50 | AUGUS T 2017 www.canadianmetalworking.com
BY TODD BUCHANAN
International Financial Reporting Standards (IFRS) are changing once
again, and following the changes from
2011, these new standards have the
potential to dramatically impact metal
The four new standards, IFRS 9—
Financial Instruments; IFRS 16—
Leases; IFRS 17—Insurance Contracts;
and IFRS 15—Revenue From Contracts
With Customers, will come into effect
over the next two years, and all of
them, with the exception of IFRS 17,
which primarily targets the insurance
industry, will likely affect businesses
of all sizes in all sectors.
But while most of these standards
are worthy of metal manufacturers’
attention, IFRS 15 deserves immediate action. Not only is the standard designed to transform revenue
reporting for companies engaged in
long-term customer contracts, which
includes most manufacturers, it is
incredibly extensive and is scheduled
to come into effect Jan. 1, 2018.
To meet the implementation requirement, organizations must fully understand the new standard and what it
entails, and take active steps to meet it
as soon as possible.
WHAT IS IFRS 15?
IFRS 15 will completely overhaul how
your organization reports revenue—
affecting both timing and recognition.
It will also involve more judgments
and estimates, more revenue disclosures, and potentially different
The source of all this change is
essentially a new five-step model for
1. Identify the contract with a
2. Identify the performance
3. Determine the transaction price.
4. Allocate the transaction price.
5. Recognize revenue.
While it appears simple enough, this
model represents a radical shift from
previous approaches, and it will probably result in a number of changes. They
include the following.
Revenue Recognition. Under the
new standard, revenue and cash flows
are disconnected from one another.
Traditionally, as soon as a manufacturer ships products to the customer,
revenue is recognized. Under IFRS 15,
however, revenue from manufactured
products may be recognized over time,
instead of when those products are
shipped. That means revenue recognition will change, even if the dollar
amounts stay the same.
Revenue Amounts. IFRS 15 may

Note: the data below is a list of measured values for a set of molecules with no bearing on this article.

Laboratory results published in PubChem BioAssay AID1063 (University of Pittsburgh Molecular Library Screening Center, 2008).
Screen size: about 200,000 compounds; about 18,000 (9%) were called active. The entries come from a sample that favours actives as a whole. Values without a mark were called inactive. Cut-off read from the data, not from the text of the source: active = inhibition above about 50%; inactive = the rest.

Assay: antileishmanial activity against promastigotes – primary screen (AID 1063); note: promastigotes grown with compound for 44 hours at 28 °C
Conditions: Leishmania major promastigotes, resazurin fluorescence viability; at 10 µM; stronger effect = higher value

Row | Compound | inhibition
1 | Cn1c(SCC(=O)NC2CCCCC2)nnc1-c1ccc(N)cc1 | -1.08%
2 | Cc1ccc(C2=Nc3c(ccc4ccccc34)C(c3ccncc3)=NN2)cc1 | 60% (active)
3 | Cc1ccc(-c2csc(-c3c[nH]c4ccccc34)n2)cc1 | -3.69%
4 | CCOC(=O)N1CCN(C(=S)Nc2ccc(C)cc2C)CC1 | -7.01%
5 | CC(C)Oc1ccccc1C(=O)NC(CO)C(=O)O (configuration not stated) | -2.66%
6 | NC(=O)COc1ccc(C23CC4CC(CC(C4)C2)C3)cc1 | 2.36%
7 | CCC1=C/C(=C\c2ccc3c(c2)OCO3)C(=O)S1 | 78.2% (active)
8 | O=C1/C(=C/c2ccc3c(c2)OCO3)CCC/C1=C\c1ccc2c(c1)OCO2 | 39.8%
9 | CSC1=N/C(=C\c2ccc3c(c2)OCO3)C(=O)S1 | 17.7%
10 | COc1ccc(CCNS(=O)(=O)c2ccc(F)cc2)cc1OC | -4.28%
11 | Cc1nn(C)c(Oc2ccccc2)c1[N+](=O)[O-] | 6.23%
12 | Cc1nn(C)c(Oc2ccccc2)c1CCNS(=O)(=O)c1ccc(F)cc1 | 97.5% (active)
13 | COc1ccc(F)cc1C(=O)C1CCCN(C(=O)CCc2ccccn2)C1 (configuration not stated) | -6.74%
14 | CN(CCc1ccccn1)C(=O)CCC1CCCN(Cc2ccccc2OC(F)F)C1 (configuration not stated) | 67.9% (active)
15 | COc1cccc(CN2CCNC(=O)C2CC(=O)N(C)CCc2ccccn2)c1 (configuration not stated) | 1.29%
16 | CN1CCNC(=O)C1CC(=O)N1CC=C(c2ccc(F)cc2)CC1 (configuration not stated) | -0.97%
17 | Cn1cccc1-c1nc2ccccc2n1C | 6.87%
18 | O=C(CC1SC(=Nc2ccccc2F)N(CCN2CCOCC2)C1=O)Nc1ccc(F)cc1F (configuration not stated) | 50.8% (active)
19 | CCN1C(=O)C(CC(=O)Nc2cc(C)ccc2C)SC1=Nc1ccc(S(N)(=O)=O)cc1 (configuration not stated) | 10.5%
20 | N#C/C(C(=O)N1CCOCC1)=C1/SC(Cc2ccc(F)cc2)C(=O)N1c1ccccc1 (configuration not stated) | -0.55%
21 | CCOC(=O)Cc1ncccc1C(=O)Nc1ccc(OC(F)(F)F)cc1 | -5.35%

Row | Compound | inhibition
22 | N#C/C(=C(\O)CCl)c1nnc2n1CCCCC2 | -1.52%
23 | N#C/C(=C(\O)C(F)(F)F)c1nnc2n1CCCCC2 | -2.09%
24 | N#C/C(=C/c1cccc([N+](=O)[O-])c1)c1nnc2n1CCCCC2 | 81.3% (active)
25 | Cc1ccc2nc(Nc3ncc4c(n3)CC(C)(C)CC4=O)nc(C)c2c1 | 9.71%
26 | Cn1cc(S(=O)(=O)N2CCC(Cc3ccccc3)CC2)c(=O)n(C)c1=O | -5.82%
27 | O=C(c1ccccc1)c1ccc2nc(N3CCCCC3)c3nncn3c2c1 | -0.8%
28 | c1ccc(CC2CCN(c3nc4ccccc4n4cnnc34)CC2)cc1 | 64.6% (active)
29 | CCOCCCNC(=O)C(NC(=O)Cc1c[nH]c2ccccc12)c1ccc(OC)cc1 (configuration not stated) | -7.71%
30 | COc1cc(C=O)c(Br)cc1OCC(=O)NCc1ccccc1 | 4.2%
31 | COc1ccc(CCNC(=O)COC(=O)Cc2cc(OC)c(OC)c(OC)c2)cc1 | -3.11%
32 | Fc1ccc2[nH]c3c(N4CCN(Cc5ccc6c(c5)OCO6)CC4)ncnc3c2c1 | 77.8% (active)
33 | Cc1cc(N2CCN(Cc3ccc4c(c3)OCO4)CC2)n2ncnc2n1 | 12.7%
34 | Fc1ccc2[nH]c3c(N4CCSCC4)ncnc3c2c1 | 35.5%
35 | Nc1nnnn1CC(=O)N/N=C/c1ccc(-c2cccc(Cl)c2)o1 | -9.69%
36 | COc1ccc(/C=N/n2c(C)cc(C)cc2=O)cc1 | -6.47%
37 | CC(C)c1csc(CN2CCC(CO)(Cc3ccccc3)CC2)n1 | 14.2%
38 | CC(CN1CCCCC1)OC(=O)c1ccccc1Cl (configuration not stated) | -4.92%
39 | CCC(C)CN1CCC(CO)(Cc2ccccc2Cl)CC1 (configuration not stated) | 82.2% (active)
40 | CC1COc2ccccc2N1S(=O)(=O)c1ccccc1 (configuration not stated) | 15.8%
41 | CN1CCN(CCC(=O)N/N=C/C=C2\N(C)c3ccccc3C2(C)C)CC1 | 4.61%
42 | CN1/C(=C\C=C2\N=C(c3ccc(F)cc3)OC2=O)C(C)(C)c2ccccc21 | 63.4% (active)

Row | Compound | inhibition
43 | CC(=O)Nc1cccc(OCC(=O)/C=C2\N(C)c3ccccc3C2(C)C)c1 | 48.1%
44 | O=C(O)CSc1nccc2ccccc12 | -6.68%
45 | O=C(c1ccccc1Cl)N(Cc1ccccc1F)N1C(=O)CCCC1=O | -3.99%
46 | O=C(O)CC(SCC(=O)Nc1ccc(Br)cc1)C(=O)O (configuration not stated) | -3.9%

change the types of items included
in revenue. For example, free product
samples offered when a new contract
is signed, previously considered a
marketing expense, may now need to
have a revenue value assigned and be
recorded on the financial statements.
Compensation Plans. As the timing for revenue recognition shifts
and revenue amounts change, other
organizational processes will also be
affected. Consider this: Once revenue is recognized at a different time,
your organization’s incentive compensation metrics could change. For
instance, compensation plans that pay
out against quarterly revenues might
begin to yield unexpected results.
Similarly, as revenue allocations shift
across products and divisions, tracking systems and award calculations
will be affected as well. Higher recognized revenues could result in higher
compensation payouts—even if those
recognized revenues don’t translate
into higher sales.
Accounting Systems. Changes
in how revenue is recognized could
also affect the way contract revenue
is reflected on the balance sheet. To
accommodate this, companies may
need to develop entirely new account-
ing systems to recognize revenue as
goods are manufactured and to capture
the time value of money adjustments.
Taxes. Whenever significant changes
are made to financial statements, there
is typically a tax fallout. Following
IFRS 15, this fallout could possibly
reach beyond income tax (to include
commodity tax, for example).
The implications of IFRS 15 will inevitably be far-reaching and could potentially spill over into a range of other
areas, such as your profile of margin
on contracts, data collection systems
and processes, contract negotiations
with customers, debt covenants, and
disclosures in annual reports.
HOW TO PREPARE
Preparing for IFRS 15 will be no easy
feat. It will demand more resources
and more investment, as well as
directly affect the way your company’s top-line revenues appear on your
balance sheet. You will also likely have
to help prepare others, such as investors and business analysts, to adjust to
your organization’s new representation
To succeed, metal manufacturers will
need to undertake a range of activities, including analyzing contractual
arrangements using the five-step
model; reviewing existing accounting
practices and systems across the board
to evaluate necessary changes; and, of
course, reporting correctly under the
The process can be made easier by
including your accounting team at the
outset, and making sure boards, audit
committees, and management are
working together, and asking the right
questions, to meet this tight implementation timeline.
IFRS 15 will require a tremendous
change in mindset. That said, those
organizations that anticipate the true
extent of its impact, and implement the
appropriate change management processes to facilitate this new standard
effectively, will be well-positioned to
meet the fast-approaching compliance
Todd Buchanan is national leader,
accounting advisory services, KPMG
in Canada, 416-777-8847, www.kpmg.
PREPARING FOR IFRS 15
What metal manufacturers need to know